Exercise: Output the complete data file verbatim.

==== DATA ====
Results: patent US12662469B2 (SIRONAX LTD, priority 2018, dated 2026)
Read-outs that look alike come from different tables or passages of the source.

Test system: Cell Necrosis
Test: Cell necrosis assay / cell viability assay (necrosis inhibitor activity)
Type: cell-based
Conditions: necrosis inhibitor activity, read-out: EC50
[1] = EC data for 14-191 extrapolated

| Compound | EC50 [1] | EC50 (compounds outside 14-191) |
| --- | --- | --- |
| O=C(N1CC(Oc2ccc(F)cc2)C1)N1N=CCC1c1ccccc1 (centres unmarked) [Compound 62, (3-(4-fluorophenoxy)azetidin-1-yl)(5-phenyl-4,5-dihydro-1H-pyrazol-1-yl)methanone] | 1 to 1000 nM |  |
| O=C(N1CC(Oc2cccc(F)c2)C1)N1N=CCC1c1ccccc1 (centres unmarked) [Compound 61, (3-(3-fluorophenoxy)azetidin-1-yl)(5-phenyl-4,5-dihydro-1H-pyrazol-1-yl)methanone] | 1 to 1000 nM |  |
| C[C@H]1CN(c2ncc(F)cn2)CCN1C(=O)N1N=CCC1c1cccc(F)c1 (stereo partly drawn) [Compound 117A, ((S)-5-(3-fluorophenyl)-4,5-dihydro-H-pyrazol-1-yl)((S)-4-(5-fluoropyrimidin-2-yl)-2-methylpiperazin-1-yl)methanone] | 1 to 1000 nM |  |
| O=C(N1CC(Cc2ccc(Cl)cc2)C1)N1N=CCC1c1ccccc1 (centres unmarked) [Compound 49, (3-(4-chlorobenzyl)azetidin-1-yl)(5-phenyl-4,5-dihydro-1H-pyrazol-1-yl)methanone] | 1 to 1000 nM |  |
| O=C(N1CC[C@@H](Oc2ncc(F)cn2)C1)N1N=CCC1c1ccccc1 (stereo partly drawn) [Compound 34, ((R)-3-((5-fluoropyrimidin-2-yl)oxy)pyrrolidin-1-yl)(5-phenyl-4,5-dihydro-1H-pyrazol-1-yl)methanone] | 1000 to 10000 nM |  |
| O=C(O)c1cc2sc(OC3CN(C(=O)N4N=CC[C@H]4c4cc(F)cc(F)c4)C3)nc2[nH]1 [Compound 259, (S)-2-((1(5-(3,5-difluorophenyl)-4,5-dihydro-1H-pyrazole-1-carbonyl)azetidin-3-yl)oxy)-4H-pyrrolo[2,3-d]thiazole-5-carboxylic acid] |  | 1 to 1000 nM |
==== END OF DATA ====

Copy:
Results: patent US12662469B2 (SIRONAX LTD, priority 2018, dated 2026)
Read-outs that look alike come from different tables or passages of the source.

Test system: Cell Necrosis
Test: Cell necrosis assay / cell viability assay (necrosis inhibitor activity)
Type: cell-based
Conditions: necrosis inhibitor activity, read-out: EC50
[1] = EC data for 14-191 extrapolated

| Compound | EC50 [1] | EC50 (compounds outside 14-191) |
| --- | --- | --- |
| O=C(N1CC(Oc2ccc(F)cc2)C1)N1N=CCC1c1ccccc1 (centres unmarked) [Compound 62, (3-(4-fluorophenoxy)azetidin-1-yl)(5-phenyl-4,5-dihydro-1H-pyrazol-1-yl)methanone] | 1 to 1000 nM |  |
| O=C(N1CC(Oc2cccc(F)c2)C1)N1N=CCC1c1ccccc1 (centres unmarked) [Compound 61, (3-(3-fluorophenoxy)azetidin-1-yl)(5-phenyl-4,5-dihydro-1H-pyrazol-1-yl)methanone] | 1 to 1000 nM |  |
| C[C@H]1CN(c2ncc(F)cn2)CCN1C(=O)N1N=CCC1c1cccc(F)c1 (stereo partly drawn) [Compound 117A, ((S)-5-(3-fluorophenyl)-4,5-dihydro-H-pyrazol-1-yl)((S)-4-(5-fluoropyrimidin-2-yl)-2-methylpiperazin-1-yl)methanone] | 1 to 1000 nM |  |
| O=C(N1CC(Cc2ccc(Cl)cc2)C1)N1N=CCC1c1ccccc1 (centres unmarked) [Compound 49, (3-(4-chlorobenzyl)azetidin-1-yl)(5-phenyl-4,5-dihydro-1H-pyrazol-1-yl)methanone] | 1 to 1000 nM |  |
| O=C(N1CC[C@@H](Oc2ncc(F)cn2)C1)N1N=CCC1c1ccccc1 (stereo partly drawn) [Compound 34, ((R)-3-((5-fluoropyrimidin-2-yl)oxy)pyrrolidin-1-yl)(5-phenyl-4,5-dihydro-1H-pyrazol-1-yl)methanone] | 1000 to 10000 nM |  |
| O=C(O)c1cc2sc(OC3CN(C(=O)N4N=CC[C@H]4c4cc(F)cc(F)c4)C3)nc2[nH]1 [Compound 259, (S)-2-((1(5-(3,5-difluorophenyl)-4,5-dihydro-1H-pyrazole-1-carbonyl)azetidin-3-yl)oxy)-4H-pyrrolo[2,3-d]thiazole-5-carboxylic acid] |  | 1 to 1000 nM |